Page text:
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Two-phase sleep: bedtime was very different in medieval period

In medieval times, people tended to split their sleep periods into two, dedicating the period between their 'first sleep' and 'second sleep' to a range of activities.

Two-phase sleep: bedtime was very different in medieval period

Sleeping at least eight hours a night is a luxury for some and an impossibility for others. Be it because we don’t have time, want to make the most of the day or are simply unable to drift off, we don’t always get the rest our body needs. Either way, our sleeping habits today are very different to the way they used to be.

Two-phase, or 'biphasic' sleep

Several books and studies reveal that in medieval times, people tended to get their night’s sleep across two separate stints - something which nowadays would be unthinkable.

In his book At Day’s Close: Night in Times Past, Roger Ekirch explains that many people first went to sleep at nightfall - this was before bedtimes had been delayed by the rise in artificial light - then woke up again before midnight. A couple of hours later, they would turn back in until morning. In between the two rest periods, a range of activities would be carried out.

At the beginning of the 1990s, Ekirch came across several testimonies in the Public Record Office in London that he found strange, the BBC reveals. They made reference to a 'first sleep', which suggested that there was also a second sleep. After expanding his search, Ekirch found that this was by no means an isolated reference.

Two-phase or 'biphasic' sleep, as it would come to be described, was common practice at the time. It is mentioned in Geoffrey Chaucer’s Canterbury Tales, written between 1387 and 1400, and has been found in a wide range of other sources, such letters, medical books, diaries and plays.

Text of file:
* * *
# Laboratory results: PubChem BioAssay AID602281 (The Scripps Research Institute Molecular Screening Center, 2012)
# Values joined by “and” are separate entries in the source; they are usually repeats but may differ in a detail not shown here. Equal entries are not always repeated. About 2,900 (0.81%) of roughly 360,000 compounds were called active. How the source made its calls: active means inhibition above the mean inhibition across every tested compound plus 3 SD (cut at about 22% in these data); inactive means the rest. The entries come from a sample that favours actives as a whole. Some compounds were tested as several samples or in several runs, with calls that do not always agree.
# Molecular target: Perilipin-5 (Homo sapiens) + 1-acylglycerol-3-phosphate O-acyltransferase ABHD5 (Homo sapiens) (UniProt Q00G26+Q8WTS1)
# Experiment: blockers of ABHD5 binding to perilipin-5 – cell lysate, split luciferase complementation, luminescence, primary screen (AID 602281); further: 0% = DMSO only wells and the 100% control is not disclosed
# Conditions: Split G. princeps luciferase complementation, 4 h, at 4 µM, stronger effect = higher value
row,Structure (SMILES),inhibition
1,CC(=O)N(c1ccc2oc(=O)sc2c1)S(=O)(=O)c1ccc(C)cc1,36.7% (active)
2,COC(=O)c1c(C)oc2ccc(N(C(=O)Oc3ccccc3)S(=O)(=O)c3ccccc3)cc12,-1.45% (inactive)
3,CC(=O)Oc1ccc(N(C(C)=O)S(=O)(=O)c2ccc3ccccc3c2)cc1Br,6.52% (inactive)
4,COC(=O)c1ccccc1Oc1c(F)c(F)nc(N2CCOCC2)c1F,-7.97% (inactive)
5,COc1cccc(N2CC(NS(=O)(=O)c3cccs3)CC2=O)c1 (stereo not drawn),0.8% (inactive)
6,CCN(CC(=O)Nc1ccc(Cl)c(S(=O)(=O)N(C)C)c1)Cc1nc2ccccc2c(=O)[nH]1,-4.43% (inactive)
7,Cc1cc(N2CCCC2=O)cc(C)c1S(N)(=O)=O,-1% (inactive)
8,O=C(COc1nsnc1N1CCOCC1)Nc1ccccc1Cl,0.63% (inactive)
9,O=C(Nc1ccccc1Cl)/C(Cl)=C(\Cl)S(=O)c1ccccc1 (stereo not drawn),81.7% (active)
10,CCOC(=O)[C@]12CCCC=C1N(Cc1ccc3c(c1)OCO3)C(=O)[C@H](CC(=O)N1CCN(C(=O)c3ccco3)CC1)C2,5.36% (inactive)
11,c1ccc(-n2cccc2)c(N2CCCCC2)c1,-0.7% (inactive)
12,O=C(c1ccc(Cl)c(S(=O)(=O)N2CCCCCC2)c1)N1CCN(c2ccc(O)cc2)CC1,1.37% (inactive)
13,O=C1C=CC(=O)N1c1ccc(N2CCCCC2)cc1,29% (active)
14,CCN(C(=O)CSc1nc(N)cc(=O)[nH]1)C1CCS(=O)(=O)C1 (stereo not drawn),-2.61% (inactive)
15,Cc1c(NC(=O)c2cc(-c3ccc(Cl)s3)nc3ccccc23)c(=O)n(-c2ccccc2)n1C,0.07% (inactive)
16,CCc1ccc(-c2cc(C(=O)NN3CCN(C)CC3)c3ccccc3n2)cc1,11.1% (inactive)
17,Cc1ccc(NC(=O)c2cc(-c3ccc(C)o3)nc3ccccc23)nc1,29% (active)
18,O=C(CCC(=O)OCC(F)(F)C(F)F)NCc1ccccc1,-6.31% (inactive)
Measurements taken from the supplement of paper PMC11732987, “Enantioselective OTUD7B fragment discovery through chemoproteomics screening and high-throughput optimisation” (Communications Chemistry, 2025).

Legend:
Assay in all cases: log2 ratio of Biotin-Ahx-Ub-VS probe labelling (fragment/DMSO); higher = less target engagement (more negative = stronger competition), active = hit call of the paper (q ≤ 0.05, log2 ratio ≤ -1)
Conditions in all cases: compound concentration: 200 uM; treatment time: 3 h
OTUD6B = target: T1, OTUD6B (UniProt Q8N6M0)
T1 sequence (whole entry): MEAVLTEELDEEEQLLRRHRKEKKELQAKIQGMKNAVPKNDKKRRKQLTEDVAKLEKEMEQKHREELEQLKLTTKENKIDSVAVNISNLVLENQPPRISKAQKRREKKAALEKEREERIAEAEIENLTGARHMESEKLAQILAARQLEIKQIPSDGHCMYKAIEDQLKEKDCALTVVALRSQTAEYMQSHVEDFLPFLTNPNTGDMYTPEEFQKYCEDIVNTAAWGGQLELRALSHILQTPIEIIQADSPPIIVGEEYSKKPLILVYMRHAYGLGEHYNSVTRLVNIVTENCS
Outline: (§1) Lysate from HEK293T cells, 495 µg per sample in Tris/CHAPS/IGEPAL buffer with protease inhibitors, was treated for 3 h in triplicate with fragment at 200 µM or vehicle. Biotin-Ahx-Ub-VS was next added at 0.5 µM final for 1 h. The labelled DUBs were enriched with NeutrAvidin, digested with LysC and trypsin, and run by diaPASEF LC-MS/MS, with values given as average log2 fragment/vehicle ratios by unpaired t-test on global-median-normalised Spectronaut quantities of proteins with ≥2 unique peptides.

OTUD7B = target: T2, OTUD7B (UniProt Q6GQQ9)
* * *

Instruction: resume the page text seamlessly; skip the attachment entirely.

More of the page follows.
People would first sleep between around 9pm and 11pm, lying on rudimentary mattresses generally filled with straw or rags, unless they were particularly wealthy and could afford feathers. People normally shared beds, alongside family members, friends and, if travelling, even strangers.

During sleep, it was common to observe a series of social conventions to prevent awkwardness. People were to avoid physical contact or moving around excessively. Meanwhile, each had their own predetermined position in the bed: girls on one side, closest to the wall, followed by the mother and the father. Next, boys in age order, and after that anyone who wasn’t a member of the family.

An in-between period for a range of activities

At around 11pm, people would then wake back up until about 1am. Having had a rest, it was time to complete tasks such as putting wood on the fire, returning to work on the farm or doing household chores. There were even specific Christian prayers for this particular time.

This period was also used to socialise and conceive children, Ekirch explains in his book. People might stay in bed chatting, having not had the opportunity to do so while completing their daytime tasks. and as couples had to share their beds with others during their two sleeps, this in-between period was seen as their best chance at intimacy.

Biphasic sleep was not limited to one country in particular: the first sleep was known in Italy as the ‘primo sonno’, and in France as the ‘premier sonne’. Evidence of this practice has also been found in locations such as Africa, southeast Asia and Australia. Ekirch’s research determined that this is how people slept for millennia.


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